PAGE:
Transport mechanisms in nanoscale amorphous solid water films

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McClure, Sean Michael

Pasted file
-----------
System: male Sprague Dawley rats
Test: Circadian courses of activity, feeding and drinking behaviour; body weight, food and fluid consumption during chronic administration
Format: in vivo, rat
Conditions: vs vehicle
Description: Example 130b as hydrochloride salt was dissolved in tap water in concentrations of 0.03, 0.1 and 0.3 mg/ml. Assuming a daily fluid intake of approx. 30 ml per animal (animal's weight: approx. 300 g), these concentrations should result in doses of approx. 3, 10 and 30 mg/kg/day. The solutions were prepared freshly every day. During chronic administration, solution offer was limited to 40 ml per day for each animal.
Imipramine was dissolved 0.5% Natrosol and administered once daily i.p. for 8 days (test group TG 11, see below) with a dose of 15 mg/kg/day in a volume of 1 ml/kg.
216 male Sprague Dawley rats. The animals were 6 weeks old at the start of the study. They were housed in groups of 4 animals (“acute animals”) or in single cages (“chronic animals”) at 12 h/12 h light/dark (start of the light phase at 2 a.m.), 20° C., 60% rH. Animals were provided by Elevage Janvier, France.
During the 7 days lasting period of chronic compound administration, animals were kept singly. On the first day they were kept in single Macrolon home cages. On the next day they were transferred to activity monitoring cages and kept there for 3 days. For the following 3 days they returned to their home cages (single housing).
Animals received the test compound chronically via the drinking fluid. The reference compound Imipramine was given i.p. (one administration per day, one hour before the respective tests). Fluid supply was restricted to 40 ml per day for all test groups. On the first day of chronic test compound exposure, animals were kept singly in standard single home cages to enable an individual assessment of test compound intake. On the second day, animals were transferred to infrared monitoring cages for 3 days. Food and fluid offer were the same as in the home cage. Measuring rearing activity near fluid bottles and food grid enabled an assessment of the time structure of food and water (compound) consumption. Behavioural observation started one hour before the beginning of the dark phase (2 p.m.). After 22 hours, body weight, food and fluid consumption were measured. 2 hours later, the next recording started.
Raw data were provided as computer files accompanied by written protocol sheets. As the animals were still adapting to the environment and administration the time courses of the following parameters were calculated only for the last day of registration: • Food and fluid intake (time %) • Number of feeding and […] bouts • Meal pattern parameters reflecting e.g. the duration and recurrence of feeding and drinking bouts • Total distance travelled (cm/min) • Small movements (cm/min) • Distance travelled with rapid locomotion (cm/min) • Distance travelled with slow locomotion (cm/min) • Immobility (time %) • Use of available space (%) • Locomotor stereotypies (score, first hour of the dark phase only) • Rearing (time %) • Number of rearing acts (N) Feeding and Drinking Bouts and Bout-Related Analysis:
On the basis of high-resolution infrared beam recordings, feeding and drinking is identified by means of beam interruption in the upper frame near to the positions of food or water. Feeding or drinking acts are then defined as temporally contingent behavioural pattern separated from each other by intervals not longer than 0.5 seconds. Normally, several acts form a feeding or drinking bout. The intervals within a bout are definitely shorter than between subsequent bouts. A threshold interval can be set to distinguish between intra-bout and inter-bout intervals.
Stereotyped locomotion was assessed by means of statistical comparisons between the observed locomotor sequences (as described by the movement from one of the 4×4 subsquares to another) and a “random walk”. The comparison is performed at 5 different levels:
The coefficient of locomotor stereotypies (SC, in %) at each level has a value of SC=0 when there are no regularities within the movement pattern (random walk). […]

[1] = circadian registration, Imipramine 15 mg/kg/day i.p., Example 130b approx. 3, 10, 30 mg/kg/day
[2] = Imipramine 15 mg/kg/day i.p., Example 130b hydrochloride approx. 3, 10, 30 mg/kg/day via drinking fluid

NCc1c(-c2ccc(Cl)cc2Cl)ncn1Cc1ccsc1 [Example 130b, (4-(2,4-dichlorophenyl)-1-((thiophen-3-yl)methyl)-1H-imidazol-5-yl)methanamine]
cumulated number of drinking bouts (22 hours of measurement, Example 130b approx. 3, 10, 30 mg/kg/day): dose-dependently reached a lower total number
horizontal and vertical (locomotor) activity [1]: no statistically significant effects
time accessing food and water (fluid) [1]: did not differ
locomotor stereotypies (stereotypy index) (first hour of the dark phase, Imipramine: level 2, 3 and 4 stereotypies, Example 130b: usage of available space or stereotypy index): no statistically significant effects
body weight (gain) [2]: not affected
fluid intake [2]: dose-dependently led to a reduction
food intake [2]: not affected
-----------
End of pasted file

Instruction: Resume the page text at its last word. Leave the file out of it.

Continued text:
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Amorphous solid water (ASW) is a disordered, glassy form of water, which upon heating above T~135-140 K, crystallizes to cubic ice. Despite much interest and research, many properties of this glassy water phase remain contentious. Particular controversy surrounds the location of its glass transition temperature (Tg) and details regarding relaxation dynamics (viscosity, diffusivity) as water is heated and/or cooled through Tg. In this dissertation, transport mechanisms in layered, isotopically-labeled (H2 18O, H2 16O) nanoscale ASW films (~ 10-100 nm) are investigated via temperature programmed desorption (TPD) techniques. ASW films are known to fracture during crystallization, presumably due to stresses generated within the film during the nucleation and growth process. This fracturing produces pathways for vapor-phase transport of desorbing molecules within the film. Translational motion of H2O is, in all cases, observed coincident with crystallization (and hence film fracture) during heating and desorption of layered ASW films. Comparison with a bulk diffusion model illustrates that the observed intermixing is inconsistent with a bulk diffusion mechanism. Through the use of hydrophobic, diffusion "barrier" layers (CCl4, CHCl3) I have been able to demonstrate that bulk diffusion in ASW is likely very small prior to crack/fracture formation. Transport properties of dilute, glassy nitric acid films (0 - 2.2 mol % HNO3) are also investigated. Results demonstrate that the presence of dilute amounts of HNO3 dramatically reduce crystallization-induced film fracture. Intermixing experiments using structured films of dilute HNO3/H2 16O and labeled water (H2 18O) demonstrate that water intermixing during crystallization is substantially reduced. Combined, the experimental results suggest that the intermixing observed in thin ASW films during crystallization is due to a porosity-mediated transport mechanism. This implies that the ASW bulk self-diffusivity near crystallization is not 'fragile' in nature, in contrast with previous results. Instead, these results suggest that ASW is likely either (i) a glass or (ii) a strong liquid prior to T~160 K. The latter case (ii) would require a change in water dynamics from its known 'fragile' behavior at higher temperatures (T~231-273 K) to 'strong' behavior at low temperatures (T<160 K).